Viewing guides The researcher studied the effects of different viewing guide formats on student perception of success during viewing. The purpose of this pilot study was to identify the best listening task format and the optimal number of items for inclusion in viewing guides. Two viewing guides developed for this study included both skimming (getting the gist) and scanning (listening for specific details) listening tasks which students were required to perform during video viewing. Both viewing guides for this pilot study had the same sections: main ideas (places, characters, events; cultural similarities/differences) and details (vocabulary, grammatical structures, idioms). However, the guides varied in task formats (fill-in-the-blank versus multiple choice) and the total number of items included in each viewing guide. Further, students were asked to describe in a brief statement their feelings of success or failure in comprehension using each type of viewing guide. Comments offered by students were used by this researcher to conclude the following: (1) multiple choice items work best for the viewing guides; (2) students are able to process approximately 20 items during viewing without being distracted; (3) in order to increase the readability level, the viewing guide format should be changed from 8 1/2" x 11" to 11" x 14", and the font size should be changed from 12 point to 14 point.

Recall protocols Students completed a recall protocol of a randomly selected "Destinos" video episode. This study provided insight regarding the amount of time intermediate-level Spanish students may need to complete in English a recall protocol of a 30-minute video episode and the number of items they may recall immediately after video viewing. Student recall protocols were analyzed qualitatively. It was determined that students will need 15-20 minutes to complete a recall protocol. Findings from this study were used in the design of the recall protocol scoring instrument for the formal investigation.

Conclusion and Implications

The pilot study conducted by this researcher suggests the need for a formal investigation of the effectiveness of group video viewing in a comprehension-based video-driven curriculum. Classroom observations helped this researcher in analyzing student habits of classroom video viewing. Student answers to interview questions assisted in identifying their areas of difficulty with comprehension. Responses to the survey questions provided a framework for constructing items used in the formal study. The results from classroom observations and student answers to interview questions were used for constructing listening tasks and viewing guides. Student pilot recall protocols aided in clarifying the recall protocol procedures for the formal study.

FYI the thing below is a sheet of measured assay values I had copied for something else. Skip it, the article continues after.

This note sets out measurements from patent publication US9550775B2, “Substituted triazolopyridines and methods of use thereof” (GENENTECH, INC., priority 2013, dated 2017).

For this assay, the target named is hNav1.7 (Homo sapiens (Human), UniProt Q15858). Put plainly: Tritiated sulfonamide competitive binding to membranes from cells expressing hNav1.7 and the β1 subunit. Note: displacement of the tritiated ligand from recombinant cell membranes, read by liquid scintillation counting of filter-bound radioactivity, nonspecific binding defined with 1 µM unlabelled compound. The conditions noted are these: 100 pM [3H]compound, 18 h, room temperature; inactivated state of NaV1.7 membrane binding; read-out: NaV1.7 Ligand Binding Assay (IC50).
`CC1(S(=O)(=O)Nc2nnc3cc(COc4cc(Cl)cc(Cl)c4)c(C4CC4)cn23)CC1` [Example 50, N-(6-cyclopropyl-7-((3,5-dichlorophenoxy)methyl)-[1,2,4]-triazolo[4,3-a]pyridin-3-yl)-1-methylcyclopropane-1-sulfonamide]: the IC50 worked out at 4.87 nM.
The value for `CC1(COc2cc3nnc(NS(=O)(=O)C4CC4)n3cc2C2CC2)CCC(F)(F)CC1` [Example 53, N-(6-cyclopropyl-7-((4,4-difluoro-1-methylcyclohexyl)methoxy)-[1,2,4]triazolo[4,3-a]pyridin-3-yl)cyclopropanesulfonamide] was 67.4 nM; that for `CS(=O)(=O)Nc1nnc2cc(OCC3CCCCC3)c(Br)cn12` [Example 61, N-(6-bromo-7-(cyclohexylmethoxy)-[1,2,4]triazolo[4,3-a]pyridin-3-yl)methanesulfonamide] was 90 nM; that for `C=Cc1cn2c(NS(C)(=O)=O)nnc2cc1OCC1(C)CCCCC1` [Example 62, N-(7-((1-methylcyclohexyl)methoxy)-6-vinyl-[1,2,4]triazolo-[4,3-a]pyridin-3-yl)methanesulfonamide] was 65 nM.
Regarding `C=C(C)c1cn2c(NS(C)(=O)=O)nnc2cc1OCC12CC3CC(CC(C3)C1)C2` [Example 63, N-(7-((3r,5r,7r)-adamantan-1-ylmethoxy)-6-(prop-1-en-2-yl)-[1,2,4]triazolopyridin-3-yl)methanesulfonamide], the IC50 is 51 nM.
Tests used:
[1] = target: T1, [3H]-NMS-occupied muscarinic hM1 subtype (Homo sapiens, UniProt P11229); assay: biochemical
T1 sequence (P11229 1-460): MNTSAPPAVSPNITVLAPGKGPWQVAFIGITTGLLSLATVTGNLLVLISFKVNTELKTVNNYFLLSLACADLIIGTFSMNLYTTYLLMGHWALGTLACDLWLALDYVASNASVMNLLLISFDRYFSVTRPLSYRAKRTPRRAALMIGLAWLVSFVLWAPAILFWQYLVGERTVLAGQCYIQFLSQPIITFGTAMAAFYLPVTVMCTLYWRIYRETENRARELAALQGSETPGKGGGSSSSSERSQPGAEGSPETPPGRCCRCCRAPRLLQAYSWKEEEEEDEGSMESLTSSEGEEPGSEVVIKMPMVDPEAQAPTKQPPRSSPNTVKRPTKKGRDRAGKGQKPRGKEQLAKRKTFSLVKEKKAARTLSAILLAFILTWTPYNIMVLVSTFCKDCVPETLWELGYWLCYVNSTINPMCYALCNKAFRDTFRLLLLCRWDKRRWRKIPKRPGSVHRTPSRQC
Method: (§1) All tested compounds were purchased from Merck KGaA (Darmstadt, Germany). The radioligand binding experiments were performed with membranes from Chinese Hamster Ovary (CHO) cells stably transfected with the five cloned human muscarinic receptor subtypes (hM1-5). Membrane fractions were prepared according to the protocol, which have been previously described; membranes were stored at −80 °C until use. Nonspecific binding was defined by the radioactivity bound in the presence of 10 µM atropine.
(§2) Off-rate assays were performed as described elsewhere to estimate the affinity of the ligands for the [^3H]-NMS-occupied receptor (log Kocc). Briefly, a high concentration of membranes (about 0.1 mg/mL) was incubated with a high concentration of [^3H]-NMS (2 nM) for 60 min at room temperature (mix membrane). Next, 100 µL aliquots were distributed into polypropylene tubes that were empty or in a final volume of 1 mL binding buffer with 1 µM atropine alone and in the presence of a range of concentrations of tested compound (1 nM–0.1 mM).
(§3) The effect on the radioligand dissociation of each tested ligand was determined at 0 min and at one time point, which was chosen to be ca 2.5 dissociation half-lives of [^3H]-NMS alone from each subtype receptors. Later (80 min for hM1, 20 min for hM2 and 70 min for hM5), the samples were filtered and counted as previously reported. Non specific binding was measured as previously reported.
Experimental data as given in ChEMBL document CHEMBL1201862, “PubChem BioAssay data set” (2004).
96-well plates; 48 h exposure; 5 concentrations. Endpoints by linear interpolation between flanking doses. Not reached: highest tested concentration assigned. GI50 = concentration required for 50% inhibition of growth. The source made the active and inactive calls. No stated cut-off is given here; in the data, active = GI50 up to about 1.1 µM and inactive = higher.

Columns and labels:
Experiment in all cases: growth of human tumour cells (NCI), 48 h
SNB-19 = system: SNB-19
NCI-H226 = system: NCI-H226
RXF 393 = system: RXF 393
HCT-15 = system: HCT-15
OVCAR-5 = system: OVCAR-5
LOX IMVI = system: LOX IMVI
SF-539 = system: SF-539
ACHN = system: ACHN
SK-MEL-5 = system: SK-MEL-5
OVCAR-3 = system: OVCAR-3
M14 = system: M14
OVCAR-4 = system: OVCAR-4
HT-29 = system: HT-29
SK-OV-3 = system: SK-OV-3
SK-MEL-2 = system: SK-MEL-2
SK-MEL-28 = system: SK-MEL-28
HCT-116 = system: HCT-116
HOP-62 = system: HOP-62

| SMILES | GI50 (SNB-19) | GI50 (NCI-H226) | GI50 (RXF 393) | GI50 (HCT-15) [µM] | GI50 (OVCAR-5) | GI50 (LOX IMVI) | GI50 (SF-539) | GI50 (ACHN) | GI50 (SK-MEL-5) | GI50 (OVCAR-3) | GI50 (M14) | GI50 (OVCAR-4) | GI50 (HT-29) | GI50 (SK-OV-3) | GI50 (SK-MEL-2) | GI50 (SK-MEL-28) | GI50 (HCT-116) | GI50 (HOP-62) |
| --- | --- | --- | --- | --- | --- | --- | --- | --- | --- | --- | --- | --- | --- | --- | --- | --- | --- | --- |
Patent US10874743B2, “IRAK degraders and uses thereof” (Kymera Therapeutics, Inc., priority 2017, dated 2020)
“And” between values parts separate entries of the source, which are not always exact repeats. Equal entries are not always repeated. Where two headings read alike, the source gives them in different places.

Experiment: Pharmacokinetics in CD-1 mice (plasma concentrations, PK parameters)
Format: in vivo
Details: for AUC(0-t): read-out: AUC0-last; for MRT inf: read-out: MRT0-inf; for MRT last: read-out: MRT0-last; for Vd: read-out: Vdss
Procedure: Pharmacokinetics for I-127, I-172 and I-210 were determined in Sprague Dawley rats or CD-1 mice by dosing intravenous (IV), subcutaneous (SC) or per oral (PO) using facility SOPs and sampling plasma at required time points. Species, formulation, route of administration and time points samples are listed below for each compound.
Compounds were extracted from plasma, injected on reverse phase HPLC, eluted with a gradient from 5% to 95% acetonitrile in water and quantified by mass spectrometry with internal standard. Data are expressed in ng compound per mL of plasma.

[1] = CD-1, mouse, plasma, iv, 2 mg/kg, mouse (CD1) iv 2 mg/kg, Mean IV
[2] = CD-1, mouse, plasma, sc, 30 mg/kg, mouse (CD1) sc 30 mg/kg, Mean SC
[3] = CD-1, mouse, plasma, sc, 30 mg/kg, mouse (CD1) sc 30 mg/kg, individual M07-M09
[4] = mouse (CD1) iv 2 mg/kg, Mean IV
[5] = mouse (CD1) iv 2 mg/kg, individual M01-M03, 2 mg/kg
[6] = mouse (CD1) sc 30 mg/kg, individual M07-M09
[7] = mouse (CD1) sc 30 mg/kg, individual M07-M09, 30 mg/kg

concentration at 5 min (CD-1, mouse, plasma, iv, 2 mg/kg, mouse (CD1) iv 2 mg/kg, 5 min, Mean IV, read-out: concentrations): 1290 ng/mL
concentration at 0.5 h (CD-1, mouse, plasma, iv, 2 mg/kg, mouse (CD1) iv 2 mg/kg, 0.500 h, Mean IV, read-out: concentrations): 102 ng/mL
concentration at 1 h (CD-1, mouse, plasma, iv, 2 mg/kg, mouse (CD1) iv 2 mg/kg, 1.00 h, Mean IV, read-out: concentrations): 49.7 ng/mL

The preliminary findings corroborate those of Thompson and Rubin (1996) who advocate the need for guiding students through video viewing by providing viewing guides and listening tasks which assist learners in focusing on key aspects of the videotext and lead to higher levels of its comprehension and retention. Because this pilot study deals with some of the major variables in L2 research, including video comprehension, sequenced authentic video materials, listening tasks, viewing guides, and the role of the teacher during video viewing, it provides valuable insight for language teachers, researchers, and instructional designers interested in language pedagogy.

Definition of Terms

Authentic video is produced by and intended for native speakers (Richardson, 1989). According to Geddes and White (1978), (1) unmodified discourse occurs originally as a genuine act of communication, and (2) simulated authentic discourse is produced for pedagogical purposes and exhibits features of genuine acts of communication (p. 137). "Destinos" episodes are treated by this researcher as simulated authentic discourse because all actors and actresses are native-speakers and events take place in the countries where the target language is spoken. According to VanPatten et al. (2001), all of the participants were given the scripts and asked to learn them, but were not required to deliver the lines with one hundred percent accuracy, and "deviations from the script were accepted" (p. 13).

Communicative competence consists of four major components: (1) grammatical competence, (2) sociolinguistic competence, (3) discourse competence, and (4) strategic competence (Canale & Swain, 1985).

Comprehension-based approaches advocate a pre-speaking, "silent period" and view listening as the foundational skill for all language development (Omaggio Hadley, 1993).

Exposure-only condition is non-interrupted viewing of video episode in a video-driven course. "Exposure to massive amounts of comprehensible input" is the primary method of language teaching in comprehension-based approaches to language teaching postulated by Krashen (1985). This method of video viewing is also recommended by VanPatten et al. (2001), the authors of "Destinos."